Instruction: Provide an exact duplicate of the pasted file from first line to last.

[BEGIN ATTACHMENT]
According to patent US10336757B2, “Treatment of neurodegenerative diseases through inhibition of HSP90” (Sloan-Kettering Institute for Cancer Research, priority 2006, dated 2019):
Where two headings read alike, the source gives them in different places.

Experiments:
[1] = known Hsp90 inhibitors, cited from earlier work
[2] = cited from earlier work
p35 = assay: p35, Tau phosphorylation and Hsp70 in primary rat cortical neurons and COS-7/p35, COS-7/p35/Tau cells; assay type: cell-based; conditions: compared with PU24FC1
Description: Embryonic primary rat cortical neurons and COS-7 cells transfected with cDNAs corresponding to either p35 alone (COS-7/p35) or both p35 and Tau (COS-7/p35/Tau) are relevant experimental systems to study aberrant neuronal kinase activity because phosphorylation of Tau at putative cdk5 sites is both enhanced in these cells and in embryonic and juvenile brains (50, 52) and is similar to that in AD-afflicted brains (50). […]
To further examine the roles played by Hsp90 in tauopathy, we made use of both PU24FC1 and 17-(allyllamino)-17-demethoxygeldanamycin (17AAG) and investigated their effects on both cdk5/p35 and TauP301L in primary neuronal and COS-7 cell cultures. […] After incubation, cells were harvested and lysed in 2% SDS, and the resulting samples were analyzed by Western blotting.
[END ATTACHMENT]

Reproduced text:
According to patent US10336757B2, “Treatment of neurodegenerative diseases through inhibition of HSP90” (Sloan-Kettering Institute for Cancer Research, priority 2006, dated 2019):
Where two headings read alike, the source gives them in different places.

Experiments:
[1] = known Hsp90 inhibitors, cited from earlier work
[2] = cited from earlier work
p35 = assay: p35, Tau phosphorylation and Hsp70 in primary rat cortical neurons and COS-7/p35, COS-7/p35/Tau cells; assay type: cell-based; conditions: compared with PU24FC1
Description: Embryonic primary rat cortical neurons and COS-7 cells transfected with cDNAs corresponding to either p35 alone (COS-7/p35) or both p35 and Tau (COS-7/p35/Tau) are relevant experimental systems to study aberrant neuronal kinase activity because phosphorylation of Tau at putative cdk5 sites is both enhanced in these cells and in embryonic and juvenile brains (50, 52) and is similar to that in AD-afflicted brains (50). […]
To further examine the roles played by Hsp90 in tauopathy, we made use of both PU24FC1 and 17-(allyllamino)-17-demethoxygeldanamycin (17AAG) and investigated their effects on both cdk5/p35 and TauP301L in primary neuronal and COS-7 cell cultures. […] After incubation, cells were harvested and lysed in 2% SDS, and the resulting samples were analyzed by Western blotting.